Stay Playful

The second player went, the third, and with every player who could handle it well, my confidence grew a little bit. Until someone was so good that my fear of failure rose again. Luckily there was one more person ahead of me. And he made a mess of it in his wonderful clownish way. I started to understand again, how to playfully deal with failure.
Thank you, class – for showing me!

Come on then!

Until then I had always soothed myself with: “If you don’t want to, you don’t have to go.”
With every follow-up: “But if you want to, you have to go.” So at the very last minute, I plucked up the courage and went too. I started with something real about myself and later that story turned into something made up. Just a little more risk, than in the pair setup, but still comfortable enough to take part in the exercise.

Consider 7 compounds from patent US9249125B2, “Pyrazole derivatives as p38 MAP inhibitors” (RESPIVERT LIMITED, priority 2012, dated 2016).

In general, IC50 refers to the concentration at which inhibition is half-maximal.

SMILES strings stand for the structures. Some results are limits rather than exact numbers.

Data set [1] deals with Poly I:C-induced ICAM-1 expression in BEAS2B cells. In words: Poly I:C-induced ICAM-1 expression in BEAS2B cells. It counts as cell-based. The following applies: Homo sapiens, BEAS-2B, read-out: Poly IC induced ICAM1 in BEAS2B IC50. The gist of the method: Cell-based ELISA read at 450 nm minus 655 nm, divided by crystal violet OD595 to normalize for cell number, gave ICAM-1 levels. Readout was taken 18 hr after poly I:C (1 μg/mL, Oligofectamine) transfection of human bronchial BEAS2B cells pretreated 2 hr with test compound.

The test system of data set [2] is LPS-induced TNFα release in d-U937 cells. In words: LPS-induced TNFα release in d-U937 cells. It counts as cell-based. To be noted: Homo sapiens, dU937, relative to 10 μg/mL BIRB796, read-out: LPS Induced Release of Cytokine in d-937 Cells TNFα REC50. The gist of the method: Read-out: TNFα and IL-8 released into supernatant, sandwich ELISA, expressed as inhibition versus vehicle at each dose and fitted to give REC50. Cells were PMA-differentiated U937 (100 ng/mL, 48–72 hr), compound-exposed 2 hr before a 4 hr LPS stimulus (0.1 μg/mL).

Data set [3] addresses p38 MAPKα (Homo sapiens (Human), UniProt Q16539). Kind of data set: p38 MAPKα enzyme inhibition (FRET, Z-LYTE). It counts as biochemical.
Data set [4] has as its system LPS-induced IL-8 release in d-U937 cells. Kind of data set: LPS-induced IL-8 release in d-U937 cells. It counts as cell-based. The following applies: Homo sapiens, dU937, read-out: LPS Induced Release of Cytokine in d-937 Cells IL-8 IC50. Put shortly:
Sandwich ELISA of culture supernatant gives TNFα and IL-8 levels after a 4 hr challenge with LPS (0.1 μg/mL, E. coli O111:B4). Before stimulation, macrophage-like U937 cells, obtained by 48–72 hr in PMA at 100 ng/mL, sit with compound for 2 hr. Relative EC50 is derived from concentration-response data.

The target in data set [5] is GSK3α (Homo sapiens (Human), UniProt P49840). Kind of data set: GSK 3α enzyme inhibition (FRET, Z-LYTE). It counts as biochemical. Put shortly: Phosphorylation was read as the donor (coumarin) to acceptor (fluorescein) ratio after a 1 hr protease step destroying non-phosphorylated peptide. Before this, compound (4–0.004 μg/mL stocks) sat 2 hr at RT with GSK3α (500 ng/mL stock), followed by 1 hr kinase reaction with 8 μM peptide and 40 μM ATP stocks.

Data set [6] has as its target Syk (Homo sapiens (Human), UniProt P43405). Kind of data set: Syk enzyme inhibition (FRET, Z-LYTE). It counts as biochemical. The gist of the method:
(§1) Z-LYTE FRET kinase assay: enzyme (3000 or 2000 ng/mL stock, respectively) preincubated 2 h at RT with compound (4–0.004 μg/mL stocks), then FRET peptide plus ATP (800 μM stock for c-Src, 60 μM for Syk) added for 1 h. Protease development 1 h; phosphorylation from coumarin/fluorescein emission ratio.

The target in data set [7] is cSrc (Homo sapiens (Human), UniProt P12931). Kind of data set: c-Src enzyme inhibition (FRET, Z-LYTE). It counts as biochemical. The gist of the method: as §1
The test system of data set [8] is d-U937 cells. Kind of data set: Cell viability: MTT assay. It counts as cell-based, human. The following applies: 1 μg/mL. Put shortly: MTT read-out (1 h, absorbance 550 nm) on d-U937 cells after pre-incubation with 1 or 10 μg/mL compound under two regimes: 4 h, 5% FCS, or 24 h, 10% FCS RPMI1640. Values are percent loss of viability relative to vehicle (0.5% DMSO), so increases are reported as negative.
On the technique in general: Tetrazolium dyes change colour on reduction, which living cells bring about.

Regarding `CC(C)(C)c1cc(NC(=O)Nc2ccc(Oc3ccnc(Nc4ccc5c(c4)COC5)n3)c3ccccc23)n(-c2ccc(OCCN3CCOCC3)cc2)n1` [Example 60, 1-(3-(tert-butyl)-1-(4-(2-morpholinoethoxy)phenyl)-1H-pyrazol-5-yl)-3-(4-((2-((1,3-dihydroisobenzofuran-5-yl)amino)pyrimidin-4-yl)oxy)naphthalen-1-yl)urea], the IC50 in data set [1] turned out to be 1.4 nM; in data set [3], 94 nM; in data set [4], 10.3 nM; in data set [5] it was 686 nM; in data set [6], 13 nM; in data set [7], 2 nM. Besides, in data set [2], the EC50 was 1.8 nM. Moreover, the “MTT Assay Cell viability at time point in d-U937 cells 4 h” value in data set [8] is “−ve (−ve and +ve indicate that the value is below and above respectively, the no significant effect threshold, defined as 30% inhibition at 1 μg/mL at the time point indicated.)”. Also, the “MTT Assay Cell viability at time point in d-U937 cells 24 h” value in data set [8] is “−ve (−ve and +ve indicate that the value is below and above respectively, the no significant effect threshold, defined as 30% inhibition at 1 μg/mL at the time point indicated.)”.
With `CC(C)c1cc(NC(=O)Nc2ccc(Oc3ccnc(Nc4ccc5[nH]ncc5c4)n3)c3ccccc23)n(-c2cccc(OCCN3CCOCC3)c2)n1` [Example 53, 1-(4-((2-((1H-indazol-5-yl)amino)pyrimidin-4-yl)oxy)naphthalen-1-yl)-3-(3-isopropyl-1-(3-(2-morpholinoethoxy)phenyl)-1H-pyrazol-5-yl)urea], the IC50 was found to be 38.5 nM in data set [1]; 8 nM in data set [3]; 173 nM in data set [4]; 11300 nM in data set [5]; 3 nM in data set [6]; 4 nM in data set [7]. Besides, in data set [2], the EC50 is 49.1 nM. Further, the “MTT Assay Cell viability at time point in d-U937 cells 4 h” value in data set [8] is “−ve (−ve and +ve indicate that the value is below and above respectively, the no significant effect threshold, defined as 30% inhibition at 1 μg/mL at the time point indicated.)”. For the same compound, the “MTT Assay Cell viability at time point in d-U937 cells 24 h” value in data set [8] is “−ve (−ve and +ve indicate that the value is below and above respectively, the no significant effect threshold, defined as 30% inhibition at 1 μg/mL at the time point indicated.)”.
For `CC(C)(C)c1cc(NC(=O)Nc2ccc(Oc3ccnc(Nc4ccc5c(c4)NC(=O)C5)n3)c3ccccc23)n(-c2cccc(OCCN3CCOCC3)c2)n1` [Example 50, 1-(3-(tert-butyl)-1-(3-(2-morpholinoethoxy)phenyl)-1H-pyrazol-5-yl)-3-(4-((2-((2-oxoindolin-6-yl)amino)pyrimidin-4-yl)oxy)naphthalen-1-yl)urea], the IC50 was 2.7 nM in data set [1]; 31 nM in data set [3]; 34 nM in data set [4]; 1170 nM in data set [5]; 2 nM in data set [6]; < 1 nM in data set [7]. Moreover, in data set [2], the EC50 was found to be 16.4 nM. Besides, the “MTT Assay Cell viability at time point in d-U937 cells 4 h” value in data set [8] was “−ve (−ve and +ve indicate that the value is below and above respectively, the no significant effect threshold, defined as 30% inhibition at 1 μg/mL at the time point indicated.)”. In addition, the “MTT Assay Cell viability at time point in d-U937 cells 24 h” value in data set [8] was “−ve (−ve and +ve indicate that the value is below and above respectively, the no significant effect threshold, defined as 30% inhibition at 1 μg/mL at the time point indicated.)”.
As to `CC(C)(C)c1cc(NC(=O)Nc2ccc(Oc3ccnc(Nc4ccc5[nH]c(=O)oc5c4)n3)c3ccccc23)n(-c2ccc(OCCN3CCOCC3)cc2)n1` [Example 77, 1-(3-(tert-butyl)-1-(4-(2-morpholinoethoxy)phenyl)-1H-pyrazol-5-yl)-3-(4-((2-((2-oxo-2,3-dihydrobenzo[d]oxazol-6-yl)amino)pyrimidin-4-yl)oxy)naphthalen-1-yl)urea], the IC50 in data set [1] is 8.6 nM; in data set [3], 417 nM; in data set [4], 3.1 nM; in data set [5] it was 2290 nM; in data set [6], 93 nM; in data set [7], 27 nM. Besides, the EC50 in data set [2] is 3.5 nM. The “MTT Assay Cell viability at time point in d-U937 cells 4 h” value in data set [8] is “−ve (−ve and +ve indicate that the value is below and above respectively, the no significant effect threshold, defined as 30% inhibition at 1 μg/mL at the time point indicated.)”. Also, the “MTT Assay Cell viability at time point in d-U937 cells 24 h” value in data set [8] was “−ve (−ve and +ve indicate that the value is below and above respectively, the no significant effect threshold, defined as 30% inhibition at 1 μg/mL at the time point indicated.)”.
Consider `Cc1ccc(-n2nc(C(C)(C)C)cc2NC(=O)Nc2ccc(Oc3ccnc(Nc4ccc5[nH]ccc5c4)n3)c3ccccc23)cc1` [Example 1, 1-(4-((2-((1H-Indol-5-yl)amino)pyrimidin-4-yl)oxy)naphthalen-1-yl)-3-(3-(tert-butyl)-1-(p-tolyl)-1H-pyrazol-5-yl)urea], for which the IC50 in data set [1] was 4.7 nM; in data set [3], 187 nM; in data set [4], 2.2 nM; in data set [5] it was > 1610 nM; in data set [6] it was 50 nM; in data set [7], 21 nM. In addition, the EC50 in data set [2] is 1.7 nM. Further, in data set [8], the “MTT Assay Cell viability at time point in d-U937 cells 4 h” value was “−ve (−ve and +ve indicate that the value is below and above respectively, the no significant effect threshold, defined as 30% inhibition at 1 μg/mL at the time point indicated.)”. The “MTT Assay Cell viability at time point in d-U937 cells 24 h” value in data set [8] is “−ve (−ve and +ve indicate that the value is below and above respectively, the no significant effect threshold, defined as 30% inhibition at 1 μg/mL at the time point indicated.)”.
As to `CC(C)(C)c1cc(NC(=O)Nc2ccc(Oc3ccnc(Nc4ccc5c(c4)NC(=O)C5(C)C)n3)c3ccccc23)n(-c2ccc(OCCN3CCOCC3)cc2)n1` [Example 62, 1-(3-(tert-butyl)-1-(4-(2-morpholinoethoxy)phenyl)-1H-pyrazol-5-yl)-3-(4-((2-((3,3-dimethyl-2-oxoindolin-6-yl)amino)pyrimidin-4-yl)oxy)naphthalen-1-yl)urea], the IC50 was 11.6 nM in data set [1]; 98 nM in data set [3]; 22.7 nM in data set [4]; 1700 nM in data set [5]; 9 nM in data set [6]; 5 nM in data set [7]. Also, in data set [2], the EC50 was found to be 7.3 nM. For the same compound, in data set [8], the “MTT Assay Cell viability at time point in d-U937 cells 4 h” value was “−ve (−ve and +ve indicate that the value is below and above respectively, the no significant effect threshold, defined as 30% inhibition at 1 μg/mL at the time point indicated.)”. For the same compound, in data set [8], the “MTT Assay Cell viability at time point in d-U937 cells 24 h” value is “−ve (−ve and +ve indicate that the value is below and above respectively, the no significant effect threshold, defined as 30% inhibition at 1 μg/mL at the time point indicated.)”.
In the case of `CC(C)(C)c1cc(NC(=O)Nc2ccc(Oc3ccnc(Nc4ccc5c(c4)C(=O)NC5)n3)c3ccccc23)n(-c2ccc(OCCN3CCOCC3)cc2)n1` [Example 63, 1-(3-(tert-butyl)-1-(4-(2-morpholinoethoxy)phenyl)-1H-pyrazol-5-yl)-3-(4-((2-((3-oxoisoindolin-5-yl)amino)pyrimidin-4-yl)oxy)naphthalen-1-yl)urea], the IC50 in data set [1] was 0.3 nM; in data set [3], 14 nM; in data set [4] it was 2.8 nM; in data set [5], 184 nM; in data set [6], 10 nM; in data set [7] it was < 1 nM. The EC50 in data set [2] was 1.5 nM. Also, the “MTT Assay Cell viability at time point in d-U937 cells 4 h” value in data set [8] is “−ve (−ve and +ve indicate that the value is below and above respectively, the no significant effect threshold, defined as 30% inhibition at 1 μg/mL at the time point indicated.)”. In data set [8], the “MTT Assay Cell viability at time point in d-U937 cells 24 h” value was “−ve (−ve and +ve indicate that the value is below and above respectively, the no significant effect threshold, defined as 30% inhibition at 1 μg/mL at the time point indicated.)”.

Of course, it was never as scary as it seemed beforehand. I just told a story, as I have many times. Especially in hindsight, I could consider what happened. I realized that I felt alternately threatened and supported by the audience that came towards me. The hints don’t just feel like disapproval. It was also support.

How did that work?

We kept eye contact. One was 100% involved in my process and the story I wanted to tell. You could read that on their faces. Sitting down was always a confirmation that I was on the right track. And the other movements also meant something constructive and gave me direction

The moral of the story of last week is: “You are only brave if you know fear”.

What I want to say with that, is that this class and the teacher, and me as well, are keeping me at the perfect spot, in touch with my fear. This helps me into new ways of dealing with feeling threatened and hopefully be brave enough to get rid of old behaviour that keeps me away from connection and creativity.

If you want to read more about my experiences. I write a daily blog here:

Categories: Cindy